Acupuncture significantly reduces levels of a protein in rats linked to chronic stress, researchers at Georgetown University Medical Center (GUMC) have found. They say their animal study may help explain the sense of well-being that many people receive from this ancient Chinese therapy.
Published online in December in Experimental Biology and Medicine, the researchers say that if their findings are replicated in human studies, acupuncture would offer a proven therapy for stress, which is often difficult to treat.
"It has long been thought that acupuncture can reduce stress, but this is the first study to show molecular proof of this benefit," says the study's lead author, Ladan Eshkevari, Ph.D., an assistant professor at Georgetown's School of Nursing & Health Studies, a part of GUMC.
Eshkevari, who is also a nurse anesthetist as well as a certified acupuncturist, says she conducted the study because many of the patients she treats with acupuncture in the pain clinic reported a "better overall sense of wellbeing — and they often remarked that they felt less stress."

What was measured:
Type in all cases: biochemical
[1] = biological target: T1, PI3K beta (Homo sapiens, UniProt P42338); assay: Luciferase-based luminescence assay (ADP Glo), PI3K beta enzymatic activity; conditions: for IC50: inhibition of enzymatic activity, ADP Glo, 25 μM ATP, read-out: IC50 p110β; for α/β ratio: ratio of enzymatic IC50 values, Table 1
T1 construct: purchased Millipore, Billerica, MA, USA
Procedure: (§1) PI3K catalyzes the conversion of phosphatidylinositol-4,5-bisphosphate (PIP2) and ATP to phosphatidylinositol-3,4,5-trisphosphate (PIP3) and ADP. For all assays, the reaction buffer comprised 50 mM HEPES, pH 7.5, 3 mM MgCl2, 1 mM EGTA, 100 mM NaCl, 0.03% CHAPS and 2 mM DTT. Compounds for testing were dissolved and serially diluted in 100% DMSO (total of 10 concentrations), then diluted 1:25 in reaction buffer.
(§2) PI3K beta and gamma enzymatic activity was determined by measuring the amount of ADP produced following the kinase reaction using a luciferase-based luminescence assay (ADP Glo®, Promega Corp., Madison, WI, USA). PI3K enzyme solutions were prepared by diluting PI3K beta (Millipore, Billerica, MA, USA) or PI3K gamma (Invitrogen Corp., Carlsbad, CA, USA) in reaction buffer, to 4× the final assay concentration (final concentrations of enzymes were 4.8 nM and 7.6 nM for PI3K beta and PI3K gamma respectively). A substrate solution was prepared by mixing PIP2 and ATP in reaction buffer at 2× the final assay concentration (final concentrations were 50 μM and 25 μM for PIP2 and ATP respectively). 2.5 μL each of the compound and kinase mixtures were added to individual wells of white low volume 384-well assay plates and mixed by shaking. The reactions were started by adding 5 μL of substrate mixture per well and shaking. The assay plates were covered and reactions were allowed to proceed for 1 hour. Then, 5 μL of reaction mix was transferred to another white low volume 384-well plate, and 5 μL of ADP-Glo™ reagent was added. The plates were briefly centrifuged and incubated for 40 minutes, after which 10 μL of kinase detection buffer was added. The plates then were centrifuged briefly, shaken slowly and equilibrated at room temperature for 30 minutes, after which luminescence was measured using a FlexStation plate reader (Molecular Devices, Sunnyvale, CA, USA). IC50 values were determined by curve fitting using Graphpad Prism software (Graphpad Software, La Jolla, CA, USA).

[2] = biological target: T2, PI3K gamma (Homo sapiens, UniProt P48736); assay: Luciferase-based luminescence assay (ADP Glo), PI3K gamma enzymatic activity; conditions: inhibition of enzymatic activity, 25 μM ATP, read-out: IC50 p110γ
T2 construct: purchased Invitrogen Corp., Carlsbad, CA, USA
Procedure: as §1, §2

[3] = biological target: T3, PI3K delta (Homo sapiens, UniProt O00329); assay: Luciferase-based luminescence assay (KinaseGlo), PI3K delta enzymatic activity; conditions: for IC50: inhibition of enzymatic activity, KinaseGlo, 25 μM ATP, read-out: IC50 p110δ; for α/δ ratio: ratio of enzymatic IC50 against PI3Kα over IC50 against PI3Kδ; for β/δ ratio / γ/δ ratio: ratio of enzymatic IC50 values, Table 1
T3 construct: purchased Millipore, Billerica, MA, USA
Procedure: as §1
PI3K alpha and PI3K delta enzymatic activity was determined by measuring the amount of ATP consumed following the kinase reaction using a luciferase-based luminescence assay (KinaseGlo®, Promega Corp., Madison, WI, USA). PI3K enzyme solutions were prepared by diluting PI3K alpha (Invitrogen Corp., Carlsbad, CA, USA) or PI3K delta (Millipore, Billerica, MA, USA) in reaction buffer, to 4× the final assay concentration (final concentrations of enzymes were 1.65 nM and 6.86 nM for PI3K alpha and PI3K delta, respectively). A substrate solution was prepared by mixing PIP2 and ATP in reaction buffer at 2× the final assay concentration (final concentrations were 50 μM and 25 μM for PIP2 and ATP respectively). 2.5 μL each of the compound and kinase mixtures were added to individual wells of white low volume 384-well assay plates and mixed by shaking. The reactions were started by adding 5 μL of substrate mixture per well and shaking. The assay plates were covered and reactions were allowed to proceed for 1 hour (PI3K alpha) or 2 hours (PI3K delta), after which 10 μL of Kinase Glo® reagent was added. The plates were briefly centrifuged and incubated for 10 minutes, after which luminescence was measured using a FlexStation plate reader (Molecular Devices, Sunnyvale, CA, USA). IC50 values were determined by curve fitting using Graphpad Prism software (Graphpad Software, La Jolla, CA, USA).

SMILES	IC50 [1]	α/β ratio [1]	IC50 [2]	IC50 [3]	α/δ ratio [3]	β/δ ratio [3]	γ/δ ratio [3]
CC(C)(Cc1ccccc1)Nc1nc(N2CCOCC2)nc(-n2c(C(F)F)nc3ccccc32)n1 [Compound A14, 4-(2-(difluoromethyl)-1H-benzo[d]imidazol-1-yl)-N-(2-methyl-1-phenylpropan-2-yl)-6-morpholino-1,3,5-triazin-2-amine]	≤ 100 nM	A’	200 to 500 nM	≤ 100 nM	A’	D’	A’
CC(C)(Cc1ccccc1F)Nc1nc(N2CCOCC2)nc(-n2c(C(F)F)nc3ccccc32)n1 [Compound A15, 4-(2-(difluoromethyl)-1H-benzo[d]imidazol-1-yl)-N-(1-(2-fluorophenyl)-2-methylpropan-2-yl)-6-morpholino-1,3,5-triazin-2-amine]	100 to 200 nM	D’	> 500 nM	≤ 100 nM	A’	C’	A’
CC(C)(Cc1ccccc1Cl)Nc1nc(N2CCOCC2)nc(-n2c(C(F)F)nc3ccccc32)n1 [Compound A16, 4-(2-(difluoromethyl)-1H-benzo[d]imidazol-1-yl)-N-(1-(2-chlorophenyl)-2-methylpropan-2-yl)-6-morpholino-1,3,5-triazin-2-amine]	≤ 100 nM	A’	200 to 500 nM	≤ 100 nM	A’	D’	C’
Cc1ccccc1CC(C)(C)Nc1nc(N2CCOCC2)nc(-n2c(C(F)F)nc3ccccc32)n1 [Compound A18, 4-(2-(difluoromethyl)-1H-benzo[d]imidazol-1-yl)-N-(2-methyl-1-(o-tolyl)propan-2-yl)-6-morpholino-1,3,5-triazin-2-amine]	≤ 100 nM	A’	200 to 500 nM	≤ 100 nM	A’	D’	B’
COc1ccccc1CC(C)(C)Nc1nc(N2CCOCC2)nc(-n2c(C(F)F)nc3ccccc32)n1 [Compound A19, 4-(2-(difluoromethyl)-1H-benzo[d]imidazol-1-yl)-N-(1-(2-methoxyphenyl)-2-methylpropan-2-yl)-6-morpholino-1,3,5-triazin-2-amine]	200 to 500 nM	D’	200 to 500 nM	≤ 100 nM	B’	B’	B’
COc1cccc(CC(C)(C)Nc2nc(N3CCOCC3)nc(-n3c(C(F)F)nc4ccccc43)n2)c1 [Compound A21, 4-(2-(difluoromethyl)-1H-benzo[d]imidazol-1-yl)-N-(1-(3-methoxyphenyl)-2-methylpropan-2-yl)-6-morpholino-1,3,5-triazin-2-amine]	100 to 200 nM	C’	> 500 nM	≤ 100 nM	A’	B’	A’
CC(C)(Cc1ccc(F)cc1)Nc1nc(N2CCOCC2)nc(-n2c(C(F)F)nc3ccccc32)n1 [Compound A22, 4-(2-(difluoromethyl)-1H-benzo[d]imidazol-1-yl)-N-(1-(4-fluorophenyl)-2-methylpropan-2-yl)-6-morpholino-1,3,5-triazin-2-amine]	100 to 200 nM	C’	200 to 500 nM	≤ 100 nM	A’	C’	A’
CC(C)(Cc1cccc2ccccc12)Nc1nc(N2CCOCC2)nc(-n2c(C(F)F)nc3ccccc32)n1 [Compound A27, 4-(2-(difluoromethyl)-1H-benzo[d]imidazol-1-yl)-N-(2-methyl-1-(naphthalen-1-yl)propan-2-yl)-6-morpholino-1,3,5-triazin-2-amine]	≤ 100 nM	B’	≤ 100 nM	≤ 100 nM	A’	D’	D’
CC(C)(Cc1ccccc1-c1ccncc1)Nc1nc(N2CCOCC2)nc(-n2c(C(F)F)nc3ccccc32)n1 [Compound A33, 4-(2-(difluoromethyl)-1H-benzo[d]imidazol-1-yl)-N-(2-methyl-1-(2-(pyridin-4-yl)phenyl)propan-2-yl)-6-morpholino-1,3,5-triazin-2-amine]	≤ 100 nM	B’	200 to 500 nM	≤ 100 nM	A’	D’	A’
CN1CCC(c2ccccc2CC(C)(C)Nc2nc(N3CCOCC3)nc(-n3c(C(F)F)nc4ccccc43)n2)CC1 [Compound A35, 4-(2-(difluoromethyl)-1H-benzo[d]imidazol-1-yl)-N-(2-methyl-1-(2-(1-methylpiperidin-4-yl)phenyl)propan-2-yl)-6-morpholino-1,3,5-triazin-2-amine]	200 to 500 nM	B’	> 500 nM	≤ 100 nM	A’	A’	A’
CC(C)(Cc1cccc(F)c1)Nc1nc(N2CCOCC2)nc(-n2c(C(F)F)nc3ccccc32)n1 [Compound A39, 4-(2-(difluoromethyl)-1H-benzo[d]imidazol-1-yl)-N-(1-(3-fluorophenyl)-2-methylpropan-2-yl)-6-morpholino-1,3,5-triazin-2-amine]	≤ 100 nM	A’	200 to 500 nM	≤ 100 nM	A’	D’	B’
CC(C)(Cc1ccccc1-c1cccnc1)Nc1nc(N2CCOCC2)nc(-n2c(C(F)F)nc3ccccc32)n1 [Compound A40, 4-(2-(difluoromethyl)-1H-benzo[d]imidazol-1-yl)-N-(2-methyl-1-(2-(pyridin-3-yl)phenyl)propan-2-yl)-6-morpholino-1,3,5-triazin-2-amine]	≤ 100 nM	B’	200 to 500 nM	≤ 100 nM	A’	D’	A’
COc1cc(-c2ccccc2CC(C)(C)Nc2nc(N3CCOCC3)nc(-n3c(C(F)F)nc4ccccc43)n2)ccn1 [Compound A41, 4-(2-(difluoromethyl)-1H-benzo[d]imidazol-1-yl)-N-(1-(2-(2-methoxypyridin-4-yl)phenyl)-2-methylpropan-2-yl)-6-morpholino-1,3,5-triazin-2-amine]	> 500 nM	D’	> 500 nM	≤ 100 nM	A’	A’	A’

While traditional Chinese acupuncture has been thought to relieve stress —in fact, the World Health Organization states that acupuncture is useful as adjunct therapy in more than 50 disorders, including chronic stress — Eshevari says that no one has biological proof that it does so.
So she designed a study to test the effect of acupuncture on blood levels of neuropeptide Y (NPY), a peptide that is secreted by the sympathetic nervous system in humans. This system is involved in the "flight or fight" response to acute stress, resulting in constriction of blood flow to all parts of the body except to the heart, lungs, and brain (the organs most needed to react to danger). Chronic stress, however, can cause elevated blood pressure and cardiac disease.
Eshevari used rats in this study because these animals are often used to research the biological determinants of stress. They mount a stress response when exposed to winter-like cold temperatures for an hour a day.
Eshevari allowed the rats to become familiar with her, and encouraged them to rest by crawling into a small sock that exposed their legs. She very gently conditioned them to become comfortable with the kind of stimulation used in electroacupuncture — an acupuncture needle that delivers a painless small electrical charge. This form of acupuncture is a little more intense than manual acupuncture and is often used for pain management, she says, adding "I used electroacupuncture because I could make sure that every rat was getting the same treatment dose."